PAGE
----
PITTSBORO — As the group of seventh- and eighth-graders wove through chain-link enclosures, a contented white tiger named Jellybean yawned at them. In the distance, two lions called to each other.
While some summer campers are confined to school gyms and suburban playgrounds, these elementary and middle school students are getting up close to lions and tigers.
Carolina Tiger Rescue in Pittsboro has attracted students from all over the Triangle - and as far away as Michigan - to spend a week with rescued wild cats at Big Cat Safari Camp. The kids learn about different types of wild felines through tours of the 55-acre refuge or lectures by N.C. State University graduate students.
And they don't stay in a classroom.
Caroline Balan, 12, a student at Cary Christian School, leaned over a canvas and wood frame in an empty tiger enclosure on Thursday morning. She and five other campers were painting it with bright colors, prepping it for the big cats.
"How do male pugmarks look different from female pugmarks?" staff member Geoff Horsfield asked the students, using conservationist lingo for pawprints.
"They look more like an oval," Caroline answered.
As soon as they departed the enclosure, a volunteer opened the adjacent pen and tiger sisters Mona and Moki padded over, sniffing at the paint and coloring their whiskers.
Horsfield dangled a piece of beef over their heads so they would walk on the paint and blank canvas. Pawing at the beef, the cats left a few perfect prints.
"She painted with all purple - I guess she's an ECU fan and not Duke," Mackenzie Lesher-Thomas of Pittsboro, 12, said with a laugh.
Carolina Tiger Rescue has occupied Chatham County since the 1970s, and currently houses more than 50 wild cats. Although most are tigers, the rescue also cares for a black leopard, ocelots, lions, cougars, caracals, a bobcat and a serval.
They even house the rare binturong - a furry "bearcat" from Southeast Asia - and kinkajous, a South American mammal known as "honey bears."
Bryne said that visitors from at least 48 states and up to 20 countries tour the rescue annually. About 150 volunteers help run tours, feed the cats and maintain the grounds.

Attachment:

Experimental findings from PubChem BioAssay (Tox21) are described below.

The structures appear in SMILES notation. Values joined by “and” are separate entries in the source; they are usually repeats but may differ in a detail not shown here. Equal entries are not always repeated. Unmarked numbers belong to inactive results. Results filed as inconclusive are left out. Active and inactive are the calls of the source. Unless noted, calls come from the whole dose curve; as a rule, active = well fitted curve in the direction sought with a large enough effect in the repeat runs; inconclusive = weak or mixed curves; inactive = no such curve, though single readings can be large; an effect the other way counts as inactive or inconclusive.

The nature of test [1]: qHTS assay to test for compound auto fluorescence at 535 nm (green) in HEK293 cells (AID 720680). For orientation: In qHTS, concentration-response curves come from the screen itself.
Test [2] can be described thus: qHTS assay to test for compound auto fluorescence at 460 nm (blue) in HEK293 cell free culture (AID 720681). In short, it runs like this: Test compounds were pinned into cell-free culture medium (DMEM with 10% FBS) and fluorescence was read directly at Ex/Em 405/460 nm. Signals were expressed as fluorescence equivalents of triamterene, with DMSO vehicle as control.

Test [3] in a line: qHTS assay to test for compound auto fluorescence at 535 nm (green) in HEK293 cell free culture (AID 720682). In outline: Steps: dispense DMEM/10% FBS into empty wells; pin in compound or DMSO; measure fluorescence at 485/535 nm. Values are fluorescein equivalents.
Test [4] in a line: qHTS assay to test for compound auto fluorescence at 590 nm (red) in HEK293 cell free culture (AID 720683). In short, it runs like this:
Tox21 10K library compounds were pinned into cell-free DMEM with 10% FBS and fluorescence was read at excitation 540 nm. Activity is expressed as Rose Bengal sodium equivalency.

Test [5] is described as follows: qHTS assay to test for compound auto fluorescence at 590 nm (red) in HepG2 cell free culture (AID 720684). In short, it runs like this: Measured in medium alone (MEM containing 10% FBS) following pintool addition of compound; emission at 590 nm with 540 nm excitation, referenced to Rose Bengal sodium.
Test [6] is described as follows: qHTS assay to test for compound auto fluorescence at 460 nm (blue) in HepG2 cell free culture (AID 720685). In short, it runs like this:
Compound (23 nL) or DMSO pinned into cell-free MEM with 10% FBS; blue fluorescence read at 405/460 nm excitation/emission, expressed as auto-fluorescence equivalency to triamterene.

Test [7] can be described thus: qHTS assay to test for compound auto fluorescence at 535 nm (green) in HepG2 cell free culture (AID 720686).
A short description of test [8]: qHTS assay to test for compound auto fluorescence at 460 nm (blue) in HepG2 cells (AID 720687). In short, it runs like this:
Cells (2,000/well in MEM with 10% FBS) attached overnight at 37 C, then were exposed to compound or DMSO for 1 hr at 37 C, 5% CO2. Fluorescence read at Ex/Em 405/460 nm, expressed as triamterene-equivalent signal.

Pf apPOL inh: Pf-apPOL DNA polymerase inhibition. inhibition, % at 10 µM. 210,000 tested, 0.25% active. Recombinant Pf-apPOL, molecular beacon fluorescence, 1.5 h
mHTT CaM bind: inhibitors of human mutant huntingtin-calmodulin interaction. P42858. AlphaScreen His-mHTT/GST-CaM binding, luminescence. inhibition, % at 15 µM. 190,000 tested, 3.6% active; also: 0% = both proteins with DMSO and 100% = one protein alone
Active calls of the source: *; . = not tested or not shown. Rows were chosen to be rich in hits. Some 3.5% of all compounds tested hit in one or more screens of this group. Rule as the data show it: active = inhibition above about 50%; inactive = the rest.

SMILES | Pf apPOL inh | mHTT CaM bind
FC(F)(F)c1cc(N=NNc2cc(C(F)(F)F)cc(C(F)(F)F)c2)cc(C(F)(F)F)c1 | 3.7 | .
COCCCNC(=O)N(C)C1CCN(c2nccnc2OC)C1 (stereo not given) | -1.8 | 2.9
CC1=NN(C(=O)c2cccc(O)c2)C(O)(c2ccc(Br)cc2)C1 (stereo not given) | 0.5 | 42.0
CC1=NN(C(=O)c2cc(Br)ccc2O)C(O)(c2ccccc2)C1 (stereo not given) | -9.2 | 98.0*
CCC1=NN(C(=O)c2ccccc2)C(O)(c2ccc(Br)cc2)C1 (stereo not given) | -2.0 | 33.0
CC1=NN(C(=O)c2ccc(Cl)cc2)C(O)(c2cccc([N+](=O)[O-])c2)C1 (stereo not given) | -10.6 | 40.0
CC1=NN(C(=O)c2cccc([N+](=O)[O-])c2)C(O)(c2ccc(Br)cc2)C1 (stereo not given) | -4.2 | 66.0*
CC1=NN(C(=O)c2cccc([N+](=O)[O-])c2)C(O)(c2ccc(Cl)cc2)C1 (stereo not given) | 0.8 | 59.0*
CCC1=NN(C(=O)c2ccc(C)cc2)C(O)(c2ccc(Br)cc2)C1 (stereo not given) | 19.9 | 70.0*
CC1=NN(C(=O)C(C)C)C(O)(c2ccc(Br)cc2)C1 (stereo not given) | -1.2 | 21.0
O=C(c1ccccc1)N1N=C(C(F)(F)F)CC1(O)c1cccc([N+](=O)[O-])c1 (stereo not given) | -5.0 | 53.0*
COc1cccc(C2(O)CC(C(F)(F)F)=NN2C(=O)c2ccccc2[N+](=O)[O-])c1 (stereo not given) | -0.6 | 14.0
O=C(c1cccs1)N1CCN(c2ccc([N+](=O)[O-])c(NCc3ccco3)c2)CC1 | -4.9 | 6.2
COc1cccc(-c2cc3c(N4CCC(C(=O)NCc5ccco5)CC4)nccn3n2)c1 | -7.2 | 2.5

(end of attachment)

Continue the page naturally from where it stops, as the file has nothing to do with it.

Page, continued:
The camps have been running for three years and will continue next year. The staff is hoping for enough interest to launch a high school camp as well, though not enough interest could sustain that age-group camp this year.
"The goal is to introduce kids to the animals in a sanctuary kind of setting, because it's unfortunate that a lot of people fall in love with these animals in places like circuses or roadside zoos," Horsfield said. "We want to appreciate not only these animals but also the conditions they should be kept in."
Along with tours and hikes, campers watched a medical exam by a curator on a stuffed animal, and assisted with an exam on sedated wild cats. They built dioramas, pawprint molds and a cardboard deer that they plan to stuff with meat for the tigers.
One day they observed "operant conditioning," where animal keepers train cats using positive reinforcement.
"Our focus is as if the kids are budding naturalists and field biologists," Horsfield said.
Each student is faithfully keeping a journal of his or her observations.
"I see the tigers more as beautiful creatures," said Raleigh resident Arden Girardi, 13. "Before, I saw them as dangerous animals."
Along with the beauty of the wildcats, the campers learned to understand the gritty realities. As they gathered for snack, they looked mournfully at an elderly pony someone had dropped off to be euthanized for tiger meat.
At the end of the camp, the students will give their parents a tour of the refuge, discussing a few of the cats and their distinctions.
"I love watching the kids get excited about doing what they love," said volunteer Mallori McKinlay, who recently graduated from NCSU with a degree in animal science.
Joey Boulden, 13, of Durham agrees.
"This is the coolest camp I've done," Joey said.
Bettis: 919-829-8955 @whatakaracter